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less a fault to teach the subject as if writing were nev thing more than a means of reporting sales or securing orders for goods. It seems to them that a proper balance character of the student's work in an elementary course maintained best only when the two kinds of writing, which is an artistic end in itself, and that which serves t] poses of everyday life, - are considered side by side. Th out the book, therefore, they have observed the division writing into æsthetic and instrumental, and have sought t the student how the two very different purposes implied in terms make necessary two standards of effectiveness. second opinion is concerning argumentation. They thought it absolutely essential to treat this subject as if i in truth mainly a form of composition, and not oral There seems to be little more reason for attempting, in a on writing, to restrict the whole field of argument to its on rigid and all in all least usable form, than for dealing with sition as if it were used solely as a means of making exe sermons. They have endeavored, too, to give informal arg at least a part of the consideration it deserves.
Any intention of trying to write either a series of pl essays for vacation reading or a body of condensed dire for ready reference is hereby disclaimed. The authors ar to admit that they have tried to make the treatment of thei ject fresh and simple enough to enable the layman to rea book with a degree of ease and with profit. They have, ho written primarily for the classroom; and they have assume the teacher would in many instances desire to illustrat amplify according to the needs of individual students. Alt the text may possibly have some value as it stands alon authors wish to insist that its real significance becomes er only when it accompanies regular practice in composition a criticism. They are firm believers in Carlyle's “ Properly hast no other knowledge but what thou hast got by work The following chapters aim only to give fundamental sugge: about “working”; their function is not to serve as a syst arbitrary guideposts, but rather as a vantage point from
: to teach the subject as if writing were never any
than a means of reporting sales or securing larger
best only when the two kinds of writing, – that
how the two very different purposes implied in these
the student can choose his own way intelligently. It scarcely need be said that the book presupposes
very necessary drill in elementary details.
Thanks are gratefully extended to Professor J. S. Kenyon, of Butler College ; Professor C. W. Park, of the University of Cincinnati; Professor Roderick Scott, of Earlham College ; Professor P. D. Sherman, of Oberlin College; and Mr. Meredith Nicholson, for reading parts of the manuscript; to Mr. H. W. O'Connor, Mrs. Mabel Bonnell Barnes, and Mr. D. L. Clark, for valuable suggestions and substantial assistance of many kinds; to several of the authors' students for illustrative matter, especially to Mr. Phil Clugston for the brief and the parts of the completed argument used in Chapter VIII; and to a half hundred professional writers for the information they cheerfully contributed about their methods of work. All other conscious obligations are acknowledged in the text or the footnotes.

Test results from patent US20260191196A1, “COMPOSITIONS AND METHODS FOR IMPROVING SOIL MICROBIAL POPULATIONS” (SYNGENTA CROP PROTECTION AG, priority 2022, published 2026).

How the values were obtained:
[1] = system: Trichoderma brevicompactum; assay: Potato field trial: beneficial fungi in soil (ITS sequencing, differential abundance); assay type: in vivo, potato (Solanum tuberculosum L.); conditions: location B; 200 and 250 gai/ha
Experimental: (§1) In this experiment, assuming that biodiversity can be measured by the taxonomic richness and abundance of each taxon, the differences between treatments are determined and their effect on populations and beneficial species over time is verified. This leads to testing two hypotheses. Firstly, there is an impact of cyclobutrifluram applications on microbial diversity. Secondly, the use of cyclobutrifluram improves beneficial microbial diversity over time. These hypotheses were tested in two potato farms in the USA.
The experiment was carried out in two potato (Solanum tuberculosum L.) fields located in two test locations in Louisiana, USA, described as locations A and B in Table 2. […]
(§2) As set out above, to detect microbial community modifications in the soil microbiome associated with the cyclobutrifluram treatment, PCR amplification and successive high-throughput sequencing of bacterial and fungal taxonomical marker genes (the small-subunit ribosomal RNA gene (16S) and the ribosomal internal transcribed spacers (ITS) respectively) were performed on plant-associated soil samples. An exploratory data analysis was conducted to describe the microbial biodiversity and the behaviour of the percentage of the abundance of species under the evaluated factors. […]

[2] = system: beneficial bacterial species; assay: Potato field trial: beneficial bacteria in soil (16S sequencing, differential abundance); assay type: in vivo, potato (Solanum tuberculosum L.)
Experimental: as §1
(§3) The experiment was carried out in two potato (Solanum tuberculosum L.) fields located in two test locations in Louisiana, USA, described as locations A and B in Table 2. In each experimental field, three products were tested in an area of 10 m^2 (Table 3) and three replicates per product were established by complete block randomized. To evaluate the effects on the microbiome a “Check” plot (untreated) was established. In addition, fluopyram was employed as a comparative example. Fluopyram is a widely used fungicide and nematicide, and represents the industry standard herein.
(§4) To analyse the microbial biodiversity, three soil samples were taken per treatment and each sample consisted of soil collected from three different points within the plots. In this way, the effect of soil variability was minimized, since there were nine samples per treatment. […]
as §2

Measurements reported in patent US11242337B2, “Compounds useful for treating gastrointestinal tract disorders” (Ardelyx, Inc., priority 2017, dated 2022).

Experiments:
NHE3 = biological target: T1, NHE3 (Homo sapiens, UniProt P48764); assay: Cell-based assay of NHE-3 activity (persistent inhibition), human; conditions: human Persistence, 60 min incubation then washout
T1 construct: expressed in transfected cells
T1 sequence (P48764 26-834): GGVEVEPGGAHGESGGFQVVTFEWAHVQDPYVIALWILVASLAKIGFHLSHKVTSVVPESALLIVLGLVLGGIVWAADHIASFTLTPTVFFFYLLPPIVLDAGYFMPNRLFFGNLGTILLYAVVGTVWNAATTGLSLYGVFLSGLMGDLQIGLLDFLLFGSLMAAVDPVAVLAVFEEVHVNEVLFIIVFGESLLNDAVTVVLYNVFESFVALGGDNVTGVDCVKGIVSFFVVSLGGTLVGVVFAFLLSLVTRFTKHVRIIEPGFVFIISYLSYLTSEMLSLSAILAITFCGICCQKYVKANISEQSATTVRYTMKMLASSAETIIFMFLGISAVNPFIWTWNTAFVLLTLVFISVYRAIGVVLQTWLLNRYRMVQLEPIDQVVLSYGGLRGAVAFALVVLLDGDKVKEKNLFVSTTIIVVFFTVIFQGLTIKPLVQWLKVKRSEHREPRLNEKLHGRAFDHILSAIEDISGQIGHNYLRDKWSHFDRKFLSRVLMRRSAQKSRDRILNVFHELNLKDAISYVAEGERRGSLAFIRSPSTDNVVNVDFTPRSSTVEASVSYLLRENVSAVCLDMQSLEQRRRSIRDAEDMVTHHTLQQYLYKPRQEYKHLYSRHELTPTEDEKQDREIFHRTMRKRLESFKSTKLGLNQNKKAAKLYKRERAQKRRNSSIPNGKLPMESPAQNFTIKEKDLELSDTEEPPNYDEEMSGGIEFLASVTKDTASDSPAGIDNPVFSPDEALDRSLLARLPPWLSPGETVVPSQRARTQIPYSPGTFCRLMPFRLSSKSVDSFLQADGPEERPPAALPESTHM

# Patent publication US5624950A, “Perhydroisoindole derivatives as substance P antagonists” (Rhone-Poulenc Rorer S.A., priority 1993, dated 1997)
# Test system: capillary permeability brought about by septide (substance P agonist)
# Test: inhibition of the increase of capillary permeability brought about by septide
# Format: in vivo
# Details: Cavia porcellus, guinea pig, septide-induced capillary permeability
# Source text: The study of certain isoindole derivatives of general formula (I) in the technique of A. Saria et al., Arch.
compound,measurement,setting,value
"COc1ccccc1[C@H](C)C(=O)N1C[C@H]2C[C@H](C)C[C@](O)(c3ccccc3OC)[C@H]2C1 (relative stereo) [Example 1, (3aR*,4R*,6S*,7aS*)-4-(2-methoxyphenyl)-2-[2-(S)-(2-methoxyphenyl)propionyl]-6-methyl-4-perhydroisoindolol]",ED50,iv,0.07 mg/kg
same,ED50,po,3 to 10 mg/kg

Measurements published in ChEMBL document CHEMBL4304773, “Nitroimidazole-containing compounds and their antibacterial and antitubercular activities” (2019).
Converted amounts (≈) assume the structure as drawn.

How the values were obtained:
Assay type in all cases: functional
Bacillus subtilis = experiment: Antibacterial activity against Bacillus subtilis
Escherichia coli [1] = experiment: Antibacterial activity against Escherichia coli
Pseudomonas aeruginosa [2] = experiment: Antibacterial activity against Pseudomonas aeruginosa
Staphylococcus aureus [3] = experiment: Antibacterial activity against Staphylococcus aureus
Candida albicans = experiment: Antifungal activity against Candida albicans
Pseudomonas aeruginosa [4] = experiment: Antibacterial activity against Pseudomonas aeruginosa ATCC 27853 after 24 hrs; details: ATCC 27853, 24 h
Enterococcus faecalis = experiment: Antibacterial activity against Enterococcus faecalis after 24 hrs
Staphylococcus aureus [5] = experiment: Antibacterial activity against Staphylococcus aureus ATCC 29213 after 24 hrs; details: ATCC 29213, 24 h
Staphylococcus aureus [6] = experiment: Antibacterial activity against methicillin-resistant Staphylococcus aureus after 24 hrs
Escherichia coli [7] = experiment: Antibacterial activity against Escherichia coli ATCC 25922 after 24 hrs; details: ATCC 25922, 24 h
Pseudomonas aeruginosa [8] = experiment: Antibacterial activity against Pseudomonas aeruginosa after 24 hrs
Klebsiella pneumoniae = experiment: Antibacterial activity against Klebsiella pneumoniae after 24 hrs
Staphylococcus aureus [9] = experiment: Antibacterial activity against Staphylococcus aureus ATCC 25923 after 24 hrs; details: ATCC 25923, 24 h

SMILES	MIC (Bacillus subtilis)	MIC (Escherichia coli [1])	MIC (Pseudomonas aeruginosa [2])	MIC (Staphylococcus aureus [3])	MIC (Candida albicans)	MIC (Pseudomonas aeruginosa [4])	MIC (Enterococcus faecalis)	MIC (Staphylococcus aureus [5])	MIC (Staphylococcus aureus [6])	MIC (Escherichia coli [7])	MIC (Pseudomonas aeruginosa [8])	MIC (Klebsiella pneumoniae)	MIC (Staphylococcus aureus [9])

The selections from T. B. Aldrich, Arlo Bates, John Burroughs, S, M. Crothers, R. W. Emerson, B. Harte, G. L. Kittredge, J. R. Lowell, B. Matthews, G. H. Palmer, Bliss Perry, E. A. Ross, and H. B. Stowe are used by permission of, and by special arrangement with, Houghton Mifflin Company. Grateful acknowledgment is made to The Century Company; Doubleday, Page, and Company; Harper and Brothers; Henry Holt and Company; John Lane Company; J. B. Lippincott Company; Longmans, Green, and Company; Macmillan Company; and Charles Scribner's Sons for permission to use copyrighted material; and to the publishers of The Nation and The Outlook for the use of extracts.
R. W. B.
vart of the consideration it deserves. ention of trying to write either a series of pleasant vacation reading or a body of condensed directions eference is hereby disclaimed. The authors are glad at they have tried to make the treatment of their suband simple enough to enable the layman to read the a degree of ease and with profit. They have, however, marily for the classroom; and they have assumed that er would in many instances desire to illustrate and cording to the needs of individual students. Although iay possibly have some value as it stands alone, the sh to insist that its real significance becomes evident it accompanies regular practice in composition and in
They are firm believers in Carlyle's “ Properly thou her knowledge but what thou hast got by working." ring chapters aim only to give fundamental suggestions orking"; their function is not to serve as a system of yuideposts, but rather as a vantage point from which
2. In æsthetic writing
II. THE NEED OF IMPROVING THE VOCABULARY
III. AIMS IN IMPROVING THE VOCABULARY
IV. MEANS OF IMPROVING THE VOCABULARY
A. Systematic study .
1. The perusal of the dictionary
2. The translation of foreign languages
3. The study of Old and Middle English texts
4. The study of standard writers and speakers
1. The characterization of familiar objects
2. The defining of familiar terms
3. Adapting the same subject-matter to different audi-